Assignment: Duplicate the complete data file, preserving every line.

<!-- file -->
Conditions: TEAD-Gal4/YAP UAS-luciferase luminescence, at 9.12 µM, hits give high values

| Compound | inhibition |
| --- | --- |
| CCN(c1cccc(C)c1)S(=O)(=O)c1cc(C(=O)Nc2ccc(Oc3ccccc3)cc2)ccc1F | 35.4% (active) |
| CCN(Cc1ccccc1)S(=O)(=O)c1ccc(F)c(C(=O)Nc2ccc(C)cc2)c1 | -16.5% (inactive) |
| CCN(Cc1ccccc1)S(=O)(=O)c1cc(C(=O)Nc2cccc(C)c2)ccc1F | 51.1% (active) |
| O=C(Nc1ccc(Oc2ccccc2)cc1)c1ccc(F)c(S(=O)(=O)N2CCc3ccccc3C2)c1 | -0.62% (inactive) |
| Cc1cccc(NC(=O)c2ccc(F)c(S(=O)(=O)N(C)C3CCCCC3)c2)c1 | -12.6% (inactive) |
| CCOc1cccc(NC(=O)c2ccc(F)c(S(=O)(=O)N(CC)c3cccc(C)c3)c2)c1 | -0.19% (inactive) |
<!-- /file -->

Conditions: TEAD-Gal4/YAP UAS-luciferase luminescence, at 9.12 µM, hits give high values

| Compound | inhibition |
| --- | --- |
| CCN(c1cccc(C)c1)S(=O)(=O)c1cc(C(=O)Nc2ccc(Oc3ccccc3)cc2)ccc1F | 35.4% (active) |
| CCN(Cc1ccccc1)S(=O)(=O)c1ccc(F)c(C(=O)Nc2ccc(C)cc2)c1 | -16.5% (inactive) |
| CCN(Cc1ccccc1)S(=O)(=O)c1cc(C(=O)Nc2cccc(C)c2)ccc1F | 51.1% (active) |
| O=C(Nc1ccc(Oc2ccccc2)cc1)c1ccc(F)c(S(=O)(=O)N2CCc3ccccc3C2)c1 | -0.62% (inactive) |
| Cc1cccc(NC(=O)c2ccc(F)c(S(=O)(=O)N(C)C3CCCCC3)c2)c1 | -12.6% (inactive) |
| CCOc1cccc(NC(=O)c2ccc(F)c(S(=O)(=O)N(CC)c3cccc(C)c3)c2)c1 | -0.19% (inactive) |